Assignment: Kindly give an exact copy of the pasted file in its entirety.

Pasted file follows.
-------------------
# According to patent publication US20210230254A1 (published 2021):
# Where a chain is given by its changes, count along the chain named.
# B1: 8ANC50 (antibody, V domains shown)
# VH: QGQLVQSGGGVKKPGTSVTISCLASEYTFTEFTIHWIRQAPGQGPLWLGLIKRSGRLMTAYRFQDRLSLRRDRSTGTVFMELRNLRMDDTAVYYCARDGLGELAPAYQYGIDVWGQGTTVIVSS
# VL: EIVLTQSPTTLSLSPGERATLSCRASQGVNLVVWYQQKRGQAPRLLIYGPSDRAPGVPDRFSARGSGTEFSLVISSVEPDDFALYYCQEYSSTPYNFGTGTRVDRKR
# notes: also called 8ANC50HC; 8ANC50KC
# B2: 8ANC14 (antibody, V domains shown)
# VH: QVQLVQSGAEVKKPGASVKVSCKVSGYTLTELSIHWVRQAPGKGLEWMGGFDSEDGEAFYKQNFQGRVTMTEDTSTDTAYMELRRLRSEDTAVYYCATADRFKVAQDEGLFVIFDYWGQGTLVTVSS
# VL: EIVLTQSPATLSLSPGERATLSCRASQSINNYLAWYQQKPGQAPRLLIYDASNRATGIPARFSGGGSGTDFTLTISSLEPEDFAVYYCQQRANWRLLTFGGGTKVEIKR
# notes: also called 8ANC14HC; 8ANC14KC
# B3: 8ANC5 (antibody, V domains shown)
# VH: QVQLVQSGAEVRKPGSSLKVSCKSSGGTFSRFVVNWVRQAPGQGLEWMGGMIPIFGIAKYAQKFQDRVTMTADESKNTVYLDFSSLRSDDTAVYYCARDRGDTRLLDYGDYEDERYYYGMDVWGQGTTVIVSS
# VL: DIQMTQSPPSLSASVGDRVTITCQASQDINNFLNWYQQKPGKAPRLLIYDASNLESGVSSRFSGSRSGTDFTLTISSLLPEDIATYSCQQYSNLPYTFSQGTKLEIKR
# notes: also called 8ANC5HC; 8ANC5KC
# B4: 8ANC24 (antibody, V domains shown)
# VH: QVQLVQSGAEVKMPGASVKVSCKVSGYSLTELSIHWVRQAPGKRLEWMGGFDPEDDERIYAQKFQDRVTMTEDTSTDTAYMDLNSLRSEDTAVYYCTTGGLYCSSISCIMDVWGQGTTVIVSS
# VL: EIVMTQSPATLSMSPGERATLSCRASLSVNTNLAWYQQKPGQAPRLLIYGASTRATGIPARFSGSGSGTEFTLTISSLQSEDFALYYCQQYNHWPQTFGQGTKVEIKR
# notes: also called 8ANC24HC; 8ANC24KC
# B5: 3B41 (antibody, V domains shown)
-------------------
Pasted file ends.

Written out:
# According to patent publication US20210230254A1 (published 2021):
# Where a chain is given by its changes, count along the chain named.
# B1: 8ANC50 (antibody, V domains shown)
# VH: QGQLVQSGGGVKKPGTSVTISCLASEYTFTEFTIHWIRQAPGQGPLWLGLIKRSGRLMTAYRFQDRLSLRRDRSTGTVFMELRNLRMDDTAVYYCARDGLGELAPAYQYGIDVWGQGTTVIVSS
# VL: EIVLTQSPTTLSLSPGERATLSCRASQGVNLVVWYQQKRGQAPRLLIYGPSDRAPGVPDRFSARGSGTEFSLVISSVEPDDFALYYCQEYSSTPYNFGTGTRVDRKR
# notes: also called 8ANC50HC; 8ANC50KC
# B2: 8ANC14 (antibody, V domains shown)
# VH: QVQLVQSGAEVKKPGASVKVSCKVSGYTLTELSIHWVRQAPGKGLEWMGGFDSEDGEAFYKQNFQGRVTMTEDTSTDTAYMELRRLRSEDTAVYYCATADRFKVAQDEGLFVIFDYWGQGTLVTVSS
# VL: EIVLTQSPATLSLSPGERATLSCRASQSINNYLAWYQQKPGQAPRLLIYDASNRATGIPARFSGGGSGTDFTLTISSLEPEDFAVYYCQQRANWRLLTFGGGTKVEIKR
# notes: also called 8ANC14HC; 8ANC14KC
# B3: 8ANC5 (antibody, V domains shown)
# VH: QVQLVQSGAEVRKPGSSLKVSCKSSGGTFSRFVVNWVRQAPGQGLEWMGGMIPIFGIAKYAQKFQDRVTMTADESKNTVYLDFSSLRSDDTAVYYCARDRGDTRLLDYGDYEDERYYYGMDVWGQGTTVIVSS
# VL: DIQMTQSPPSLSASVGDRVTITCQASQDINNFLNWYQQKPGKAPRLLIYDASNLESGVSSRFSGSRSGTDFTLTISSLLPEDIATYSCQQYSNLPYTFSQGTKLEIKR
# notes: also called 8ANC5HC; 8ANC5KC
# B4: 8ANC24 (antibody, V domains shown)
# VH: QVQLVQSGAEVKMPGASVKVSCKVSGYSLTELSIHWVRQAPGKRLEWMGGFDPEDDERIYAQKFQDRVTMTEDTSTDTAYMDLNSLRSEDTAVYYCTTGGLYCSSISCIMDVWGQGTTVIVSS
# VL: EIVMTQSPATLSMSPGERATLSCRASLSVNTNLAWYQQKPGQAPRLLIYGASTRATGIPARFSGSGSGTEFTLTISSLQSEDFALYYCQQYNHWPQTFGQGTKVEIKR
# notes: also called 8ANC24HC; 8ANC24KC
# B5: 3B41 (antibody, V domains shown)